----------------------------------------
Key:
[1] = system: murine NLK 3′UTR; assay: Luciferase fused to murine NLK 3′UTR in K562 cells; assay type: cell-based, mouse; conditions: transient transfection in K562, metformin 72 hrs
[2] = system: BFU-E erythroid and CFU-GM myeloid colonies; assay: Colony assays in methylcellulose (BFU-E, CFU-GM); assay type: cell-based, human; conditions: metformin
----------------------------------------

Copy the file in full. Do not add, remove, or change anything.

Key:
[1] = system: murine NLK 3′UTR; assay: Luciferase fused to murine NLK 3′UTR in K562 cells; assay type: cell-based, mouse; conditions: transient transfection in K562, metformin 72 hrs
[2] = system: BFU-E erythroid and CFU-GM myeloid colonies; assay: Colony assays in methylcellulose (BFU-E, CFU-GM); assay type: cell-based, human; conditions: metformin